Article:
The pervasiveness of conflicts of interest in investment banking, undeterred by even the harsh criticisms of the courts, is connected with the masculine ethos of the industry. Masculinity norms influence hyper-competitive workplaces such as investment banks, impacting the power structure and hierarchies at these firms and undermining the success of women. These norms feed into a culture of conflicts at investment banks, leaving women to face a “triple bind.” That is, women “lose if they do not play by the same terms as the men,” but also face disproportionate punishment if they engage in the same conflicted behavior as men, and “over time become less likely to apply for such positions and thus more likely, individually and as a group, to be perceived as lacking what it takes to succeed in such environments. 

Investment Banking’s Effects on the C-Suite 

A less-explored aspect of the relationship between bankers and corporate executives is that the self-interested behavior of bankers may also advance toxic masculinity in the C-Suite and undermine inclusive corporate leadership. The WeWork saga is emblematic. Not only did WeWork’s CEO, Adam Neumann, engage in unethical business conduct, but there were numerous reports—and eventually lawsuits—alleging sexism and discrimination by WeWork’s senior management. The company’s “making-the-world-a-better-place rhetoric” masked a culture where women and people of color were marginalized, harassed, and demeaned. 

Investment bankers—chasing large fees and continued business with the overvalued unicorn—enabled and funded Neumann’s reckless conduct and mismanagement of the company. Banking giant JPMorgan Chase was one of Neumann’s most ardent enablers, “supercharg[ing] WeWork’s visions of grandeur,” along with other banks, including Goldman Sachs and Morgan Stanley who served up even more astronomical valuations. Instead of curbing Neumann’s excesses and hubris, competition among bankers to win the lead role for WeWork’s high-profile IPO resulted in senior bankers emboldening Neumann.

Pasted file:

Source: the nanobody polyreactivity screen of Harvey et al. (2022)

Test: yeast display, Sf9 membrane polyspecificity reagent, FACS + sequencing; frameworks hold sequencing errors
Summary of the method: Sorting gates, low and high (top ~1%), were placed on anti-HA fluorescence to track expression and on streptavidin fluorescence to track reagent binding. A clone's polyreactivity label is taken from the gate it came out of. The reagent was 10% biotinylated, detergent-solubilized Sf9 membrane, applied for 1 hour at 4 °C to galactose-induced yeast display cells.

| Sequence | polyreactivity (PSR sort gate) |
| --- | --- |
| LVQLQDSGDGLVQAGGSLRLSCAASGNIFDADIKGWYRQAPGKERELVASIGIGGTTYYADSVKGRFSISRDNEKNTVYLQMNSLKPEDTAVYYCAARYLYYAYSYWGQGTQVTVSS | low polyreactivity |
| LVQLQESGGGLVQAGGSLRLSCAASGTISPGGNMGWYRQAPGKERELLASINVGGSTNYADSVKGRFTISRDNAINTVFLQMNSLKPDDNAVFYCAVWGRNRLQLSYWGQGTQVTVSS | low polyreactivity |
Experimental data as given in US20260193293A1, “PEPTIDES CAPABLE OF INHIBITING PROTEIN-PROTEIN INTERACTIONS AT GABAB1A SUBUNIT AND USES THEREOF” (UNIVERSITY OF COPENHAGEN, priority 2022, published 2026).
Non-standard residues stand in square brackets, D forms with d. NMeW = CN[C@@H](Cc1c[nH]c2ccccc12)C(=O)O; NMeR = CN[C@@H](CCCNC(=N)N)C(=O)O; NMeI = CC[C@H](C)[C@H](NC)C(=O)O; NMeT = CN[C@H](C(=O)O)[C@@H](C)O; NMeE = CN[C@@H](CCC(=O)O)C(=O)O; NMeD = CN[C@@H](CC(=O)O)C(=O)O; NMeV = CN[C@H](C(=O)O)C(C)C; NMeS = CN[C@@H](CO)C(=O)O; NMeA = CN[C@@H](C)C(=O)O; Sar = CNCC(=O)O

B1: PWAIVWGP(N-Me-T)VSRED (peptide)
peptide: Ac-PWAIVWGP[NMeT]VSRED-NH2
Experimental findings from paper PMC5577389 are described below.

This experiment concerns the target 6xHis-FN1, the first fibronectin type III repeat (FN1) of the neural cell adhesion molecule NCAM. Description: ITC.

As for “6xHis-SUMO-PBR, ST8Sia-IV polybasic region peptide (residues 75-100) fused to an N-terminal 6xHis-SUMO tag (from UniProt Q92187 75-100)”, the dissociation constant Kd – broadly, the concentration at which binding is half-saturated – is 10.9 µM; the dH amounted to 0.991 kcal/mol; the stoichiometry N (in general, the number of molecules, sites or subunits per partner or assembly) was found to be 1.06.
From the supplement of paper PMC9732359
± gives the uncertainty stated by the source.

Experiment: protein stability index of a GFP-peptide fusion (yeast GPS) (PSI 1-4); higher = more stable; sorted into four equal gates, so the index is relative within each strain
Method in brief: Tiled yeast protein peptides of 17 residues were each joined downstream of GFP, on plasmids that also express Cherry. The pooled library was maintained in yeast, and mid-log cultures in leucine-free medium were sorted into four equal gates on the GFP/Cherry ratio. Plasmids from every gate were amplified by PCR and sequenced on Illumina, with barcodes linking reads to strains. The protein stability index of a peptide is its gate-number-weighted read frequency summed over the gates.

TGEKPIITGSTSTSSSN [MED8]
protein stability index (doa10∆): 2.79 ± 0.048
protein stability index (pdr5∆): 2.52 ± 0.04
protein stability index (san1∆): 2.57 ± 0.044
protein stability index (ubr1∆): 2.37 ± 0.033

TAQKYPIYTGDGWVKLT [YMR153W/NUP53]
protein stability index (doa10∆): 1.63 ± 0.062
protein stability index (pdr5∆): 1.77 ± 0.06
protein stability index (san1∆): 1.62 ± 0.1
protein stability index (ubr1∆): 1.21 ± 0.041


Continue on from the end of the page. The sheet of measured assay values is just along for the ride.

WeWork’s executive team was dominated by a mentality that exacerbated masculinity contests. Neumann encouraged bravado, and male executives competed to impress him. With a nearly all-male executive team, male-bonding activities such as surfing and sitting in a sauna with him left little room for women to ascertain valuable less-formal time with Neumann outside the office. Women employees, including the few women executives at WeWork, were marginalized, and those who complained were pushed out. In fact, throughout 2018—months before the company began to embark on its failed IPO process—several lawsuits by WeWork women executives shed light on the company’s “frat-boy” culture. Neumann also faced claims of gender discrimination, including one from Medina Bardhi, his previous chief of staff. Bardhi filed a complaint with the Equal Employment Opportunity Commission, alleging that she experienced pregnancy and gender discrimination at WeWork.